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Causes, prevention, and treatment of epibole

As full-thickness wounds heal, they begin to fill in from the bottom upward with granulation tissue. At the same time, wound edges contract and pull together, with movement of epithelial tissue toward the center of the wound (contraction). These epithelial cells, arising from either the wound margins or residual dermal epithelial appendages within the wound bed, begin to migrate in leapfrog or train fashion across the wound bed. Horizontal movement stops when cells meet (contact inhibition). The ideal wound edge is attached to and flush with the wound bed, moist and open with the epithelial rim thin, and pale pink to translucent. (more…)

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How to apply silver nitrate

Topical application of silver nitrate is often used in wound care to help remove and debride hypergranulation tissue or calloused rolled edges in wounds or ulcerations. It’s also an effective agent to cauterize bleeding in wounds. Silver nitrate is a highly caustic material, so it must be used with caution to prevent damage to healthy tissues. (more…)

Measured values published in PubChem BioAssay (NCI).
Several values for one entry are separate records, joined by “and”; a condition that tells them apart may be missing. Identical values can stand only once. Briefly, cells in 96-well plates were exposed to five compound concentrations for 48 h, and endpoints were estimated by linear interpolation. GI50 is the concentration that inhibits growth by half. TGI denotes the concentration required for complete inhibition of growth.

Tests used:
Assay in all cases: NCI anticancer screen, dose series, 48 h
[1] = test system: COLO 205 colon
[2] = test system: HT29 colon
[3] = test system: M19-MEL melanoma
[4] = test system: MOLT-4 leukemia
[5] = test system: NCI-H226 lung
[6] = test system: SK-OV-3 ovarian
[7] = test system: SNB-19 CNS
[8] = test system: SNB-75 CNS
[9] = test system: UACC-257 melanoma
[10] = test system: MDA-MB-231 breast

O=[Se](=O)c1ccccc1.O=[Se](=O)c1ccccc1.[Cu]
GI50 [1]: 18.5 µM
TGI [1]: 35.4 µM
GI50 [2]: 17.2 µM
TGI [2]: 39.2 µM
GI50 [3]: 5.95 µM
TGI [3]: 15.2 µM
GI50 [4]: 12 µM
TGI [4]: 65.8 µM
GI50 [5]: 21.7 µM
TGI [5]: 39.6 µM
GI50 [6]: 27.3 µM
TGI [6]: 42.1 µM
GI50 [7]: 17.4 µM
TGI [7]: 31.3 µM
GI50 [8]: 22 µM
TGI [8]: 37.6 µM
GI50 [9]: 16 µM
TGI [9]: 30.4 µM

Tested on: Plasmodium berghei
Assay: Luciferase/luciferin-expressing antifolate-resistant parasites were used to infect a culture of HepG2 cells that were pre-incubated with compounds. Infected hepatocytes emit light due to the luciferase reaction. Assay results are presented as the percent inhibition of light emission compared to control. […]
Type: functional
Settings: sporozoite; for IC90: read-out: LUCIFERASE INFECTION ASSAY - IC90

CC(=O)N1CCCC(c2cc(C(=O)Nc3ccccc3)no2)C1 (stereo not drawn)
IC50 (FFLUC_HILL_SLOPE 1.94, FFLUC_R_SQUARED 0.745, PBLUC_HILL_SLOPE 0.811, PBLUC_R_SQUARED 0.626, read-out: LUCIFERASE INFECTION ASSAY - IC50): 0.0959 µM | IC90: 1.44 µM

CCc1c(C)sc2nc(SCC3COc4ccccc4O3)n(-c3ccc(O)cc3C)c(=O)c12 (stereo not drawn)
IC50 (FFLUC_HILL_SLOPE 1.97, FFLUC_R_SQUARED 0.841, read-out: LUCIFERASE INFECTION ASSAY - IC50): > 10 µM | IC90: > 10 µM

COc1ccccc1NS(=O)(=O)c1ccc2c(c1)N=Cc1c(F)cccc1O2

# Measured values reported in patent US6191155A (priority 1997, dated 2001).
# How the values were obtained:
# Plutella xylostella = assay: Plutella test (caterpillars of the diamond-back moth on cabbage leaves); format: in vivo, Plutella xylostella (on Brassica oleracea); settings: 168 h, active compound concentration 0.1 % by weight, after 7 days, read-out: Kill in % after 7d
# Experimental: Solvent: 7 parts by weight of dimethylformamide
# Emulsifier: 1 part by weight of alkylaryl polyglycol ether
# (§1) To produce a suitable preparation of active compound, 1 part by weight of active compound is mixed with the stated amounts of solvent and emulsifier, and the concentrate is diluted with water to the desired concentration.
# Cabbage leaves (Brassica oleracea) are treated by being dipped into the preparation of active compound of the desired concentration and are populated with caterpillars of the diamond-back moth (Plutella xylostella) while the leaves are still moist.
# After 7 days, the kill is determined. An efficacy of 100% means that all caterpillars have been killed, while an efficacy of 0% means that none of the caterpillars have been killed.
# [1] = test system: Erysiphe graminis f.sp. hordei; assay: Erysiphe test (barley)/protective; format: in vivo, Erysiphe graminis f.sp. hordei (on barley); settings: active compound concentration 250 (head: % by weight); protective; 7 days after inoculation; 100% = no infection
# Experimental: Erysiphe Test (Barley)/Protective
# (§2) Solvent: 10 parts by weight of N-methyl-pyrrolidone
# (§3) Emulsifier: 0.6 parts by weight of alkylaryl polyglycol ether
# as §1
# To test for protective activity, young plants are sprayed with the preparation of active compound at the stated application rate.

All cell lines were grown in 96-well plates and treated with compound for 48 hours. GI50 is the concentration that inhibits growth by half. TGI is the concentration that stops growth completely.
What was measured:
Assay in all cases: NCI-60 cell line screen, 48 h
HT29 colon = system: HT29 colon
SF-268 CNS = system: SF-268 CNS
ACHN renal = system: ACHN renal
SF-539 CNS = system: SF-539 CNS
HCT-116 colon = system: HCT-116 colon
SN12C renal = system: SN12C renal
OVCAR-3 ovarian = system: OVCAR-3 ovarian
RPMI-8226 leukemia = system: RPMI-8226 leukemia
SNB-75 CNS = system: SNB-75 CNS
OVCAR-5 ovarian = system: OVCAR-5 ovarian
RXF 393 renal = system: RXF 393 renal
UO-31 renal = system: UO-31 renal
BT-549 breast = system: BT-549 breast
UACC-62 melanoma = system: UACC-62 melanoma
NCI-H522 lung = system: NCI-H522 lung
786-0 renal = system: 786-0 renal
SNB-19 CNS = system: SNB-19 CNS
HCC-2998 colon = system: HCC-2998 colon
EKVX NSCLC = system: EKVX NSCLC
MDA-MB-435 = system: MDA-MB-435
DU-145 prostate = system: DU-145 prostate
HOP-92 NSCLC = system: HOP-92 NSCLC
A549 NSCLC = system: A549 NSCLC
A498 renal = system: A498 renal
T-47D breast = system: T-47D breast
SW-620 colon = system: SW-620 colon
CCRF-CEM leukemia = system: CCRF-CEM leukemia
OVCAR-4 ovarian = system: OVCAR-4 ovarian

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Medications and wound healing

Each issue, Apple Bites brings you a tool you can apply in your daily practice. Here are examples of medications that can affect wound healing.

Assessment and care planning for wound healing should include a thorough review of the individual’s current medications to identify those that may affect healing outcomes. Clinicians must then weigh the risks and benefits of continuing or discontinuing the medications. In some cases, the risk of discontinuing the medication outweighs the importance of wound healing, so the goal of the care plan should be adjusted to “maintain a wound” instead of “healing.” (more…)

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Cutaneous candidiasis

By Nancy Morgan, RN, BSN, MBA, WOC, WCC, DWC, OMS

Each issue, Apple Bites brings you a tool you can apply in your daily practice. Here’s an overview of cutaneous candi­diasis.

Cutaneous candidiasis is an infection of the skin caused by the yeast Candida albicans or other Candida species. Here’s a snapshot of this condition. (more…)

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Comprehensive skin assessment

By Nancy Morgan, RN, BSN, MBA, WOC, WCC, DWC, OMS

Each issue, Apple Bites brings you a tool you can apply in your daily practice. Here’s an overview of performing a comprehensive skin assessment.

In the healthcare setting, a comprehensive skin assessment is a process in which the entire skin of a patient is examined for abnormalities. It requires looking at and touching the skin from head to toe, with a particular emphasis on bony prominences and skin folds. Comprehensive skin assessment is repeated on a regular basis to determine whether changes in the skin’s condition have occurred. The goal of a skin assessment is to identify problem areas promptly for treatment and prevention. (more…)